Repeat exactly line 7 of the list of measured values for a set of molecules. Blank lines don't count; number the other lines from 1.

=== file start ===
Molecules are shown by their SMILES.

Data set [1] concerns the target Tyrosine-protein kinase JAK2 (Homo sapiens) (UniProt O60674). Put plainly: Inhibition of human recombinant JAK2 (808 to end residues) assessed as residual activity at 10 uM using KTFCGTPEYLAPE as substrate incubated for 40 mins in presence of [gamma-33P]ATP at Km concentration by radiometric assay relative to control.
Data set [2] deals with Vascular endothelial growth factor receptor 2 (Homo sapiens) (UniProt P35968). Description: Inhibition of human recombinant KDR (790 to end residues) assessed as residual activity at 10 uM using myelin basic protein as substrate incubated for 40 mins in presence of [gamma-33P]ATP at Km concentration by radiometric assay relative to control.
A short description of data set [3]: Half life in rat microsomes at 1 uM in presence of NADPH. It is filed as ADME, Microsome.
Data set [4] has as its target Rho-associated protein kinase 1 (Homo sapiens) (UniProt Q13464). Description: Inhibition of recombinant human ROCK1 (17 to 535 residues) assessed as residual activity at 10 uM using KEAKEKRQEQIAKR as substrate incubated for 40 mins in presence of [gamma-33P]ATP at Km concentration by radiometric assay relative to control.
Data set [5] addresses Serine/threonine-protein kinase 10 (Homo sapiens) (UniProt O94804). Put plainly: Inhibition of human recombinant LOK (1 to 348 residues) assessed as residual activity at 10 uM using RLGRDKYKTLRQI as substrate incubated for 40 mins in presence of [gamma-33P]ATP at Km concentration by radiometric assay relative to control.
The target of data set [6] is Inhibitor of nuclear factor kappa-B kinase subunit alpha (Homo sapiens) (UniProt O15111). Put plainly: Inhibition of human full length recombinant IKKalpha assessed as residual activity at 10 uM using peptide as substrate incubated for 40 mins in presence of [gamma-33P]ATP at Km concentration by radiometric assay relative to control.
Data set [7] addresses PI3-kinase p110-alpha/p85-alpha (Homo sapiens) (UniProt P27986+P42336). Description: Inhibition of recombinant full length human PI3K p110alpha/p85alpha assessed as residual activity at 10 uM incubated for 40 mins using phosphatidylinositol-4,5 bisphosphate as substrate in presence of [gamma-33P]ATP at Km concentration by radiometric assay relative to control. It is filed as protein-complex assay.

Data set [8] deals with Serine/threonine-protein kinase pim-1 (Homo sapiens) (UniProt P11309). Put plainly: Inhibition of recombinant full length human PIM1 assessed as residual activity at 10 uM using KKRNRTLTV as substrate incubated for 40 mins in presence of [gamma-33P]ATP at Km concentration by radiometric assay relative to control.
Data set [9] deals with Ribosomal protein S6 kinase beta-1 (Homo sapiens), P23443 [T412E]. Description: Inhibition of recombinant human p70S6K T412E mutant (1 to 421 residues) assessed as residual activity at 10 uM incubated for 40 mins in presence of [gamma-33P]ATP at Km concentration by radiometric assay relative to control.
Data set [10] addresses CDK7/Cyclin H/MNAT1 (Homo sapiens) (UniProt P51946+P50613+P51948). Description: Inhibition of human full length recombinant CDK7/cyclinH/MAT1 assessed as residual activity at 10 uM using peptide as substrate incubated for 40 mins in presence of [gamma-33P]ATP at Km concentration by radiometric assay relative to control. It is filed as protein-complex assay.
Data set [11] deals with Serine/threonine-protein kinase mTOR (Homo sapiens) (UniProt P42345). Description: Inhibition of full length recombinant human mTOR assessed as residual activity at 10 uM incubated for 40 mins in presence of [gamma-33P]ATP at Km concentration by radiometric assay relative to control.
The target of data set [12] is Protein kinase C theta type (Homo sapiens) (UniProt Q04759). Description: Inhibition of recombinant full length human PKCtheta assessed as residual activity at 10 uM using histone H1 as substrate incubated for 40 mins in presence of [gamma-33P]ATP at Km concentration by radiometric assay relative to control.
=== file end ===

The target of data set [6] is Inhibitor of nuclear factor kappa-B kinase subunit alpha (Homo sapiens) (UniProt O15111). Put plainly: Inhibition of human full length recombinant IKKalpha assessed as residual activity at 10 uM using peptide as substrate incubated for 40 mins in presence of [gamma-33P]ATP at Km concentration by radiometric assay relative to control.